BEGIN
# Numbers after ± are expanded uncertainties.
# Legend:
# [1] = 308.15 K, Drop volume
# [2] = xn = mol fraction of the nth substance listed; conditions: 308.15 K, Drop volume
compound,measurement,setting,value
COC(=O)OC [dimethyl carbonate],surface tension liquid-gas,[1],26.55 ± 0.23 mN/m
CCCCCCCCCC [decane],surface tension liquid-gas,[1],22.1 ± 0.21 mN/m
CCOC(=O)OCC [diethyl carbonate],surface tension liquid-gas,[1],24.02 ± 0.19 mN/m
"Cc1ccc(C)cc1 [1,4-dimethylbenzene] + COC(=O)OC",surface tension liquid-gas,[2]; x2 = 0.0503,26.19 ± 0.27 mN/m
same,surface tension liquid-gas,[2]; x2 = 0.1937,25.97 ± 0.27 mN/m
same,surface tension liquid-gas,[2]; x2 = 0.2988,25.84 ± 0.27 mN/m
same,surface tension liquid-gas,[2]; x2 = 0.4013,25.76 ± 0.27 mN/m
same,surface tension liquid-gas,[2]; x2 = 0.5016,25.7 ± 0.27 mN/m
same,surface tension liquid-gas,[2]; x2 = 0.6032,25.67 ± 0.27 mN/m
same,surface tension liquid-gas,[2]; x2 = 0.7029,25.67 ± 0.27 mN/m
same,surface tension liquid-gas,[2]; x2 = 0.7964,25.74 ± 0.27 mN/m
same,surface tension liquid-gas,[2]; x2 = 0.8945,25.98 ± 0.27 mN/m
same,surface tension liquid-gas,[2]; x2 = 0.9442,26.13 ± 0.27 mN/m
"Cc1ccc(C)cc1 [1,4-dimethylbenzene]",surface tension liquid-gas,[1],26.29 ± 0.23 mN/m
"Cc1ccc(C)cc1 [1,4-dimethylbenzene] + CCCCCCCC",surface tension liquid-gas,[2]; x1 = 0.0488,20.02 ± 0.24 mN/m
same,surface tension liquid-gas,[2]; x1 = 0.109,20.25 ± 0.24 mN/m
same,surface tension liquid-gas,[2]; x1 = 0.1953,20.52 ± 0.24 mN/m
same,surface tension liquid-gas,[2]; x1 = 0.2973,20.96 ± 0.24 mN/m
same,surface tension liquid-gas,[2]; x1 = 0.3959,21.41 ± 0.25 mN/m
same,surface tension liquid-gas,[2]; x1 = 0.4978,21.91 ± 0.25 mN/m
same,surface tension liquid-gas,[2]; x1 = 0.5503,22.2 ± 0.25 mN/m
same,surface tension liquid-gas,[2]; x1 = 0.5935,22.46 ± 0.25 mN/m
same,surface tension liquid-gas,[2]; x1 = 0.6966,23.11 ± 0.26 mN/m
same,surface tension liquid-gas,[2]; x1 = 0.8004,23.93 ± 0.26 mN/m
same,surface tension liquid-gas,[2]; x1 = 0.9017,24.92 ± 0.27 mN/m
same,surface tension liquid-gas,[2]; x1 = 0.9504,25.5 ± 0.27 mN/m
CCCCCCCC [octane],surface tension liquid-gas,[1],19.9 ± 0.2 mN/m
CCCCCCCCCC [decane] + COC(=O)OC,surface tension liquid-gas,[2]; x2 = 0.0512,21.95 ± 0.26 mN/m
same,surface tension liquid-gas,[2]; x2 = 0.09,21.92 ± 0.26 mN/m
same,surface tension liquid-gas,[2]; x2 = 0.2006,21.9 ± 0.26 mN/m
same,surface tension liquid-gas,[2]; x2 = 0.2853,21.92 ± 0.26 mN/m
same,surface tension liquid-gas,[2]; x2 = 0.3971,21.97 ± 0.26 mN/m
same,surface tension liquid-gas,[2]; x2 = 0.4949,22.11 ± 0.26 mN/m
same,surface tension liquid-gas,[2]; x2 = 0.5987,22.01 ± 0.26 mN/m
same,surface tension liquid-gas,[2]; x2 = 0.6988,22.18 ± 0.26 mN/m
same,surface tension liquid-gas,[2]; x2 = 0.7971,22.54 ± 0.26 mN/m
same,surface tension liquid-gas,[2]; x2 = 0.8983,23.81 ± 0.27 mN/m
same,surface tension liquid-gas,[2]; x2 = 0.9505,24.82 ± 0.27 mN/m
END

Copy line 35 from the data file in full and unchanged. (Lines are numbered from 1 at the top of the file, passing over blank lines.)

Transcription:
same,surface tension liquid-gas,[2]; x2 = 0.2006,21.9 ± 0.26 mN/m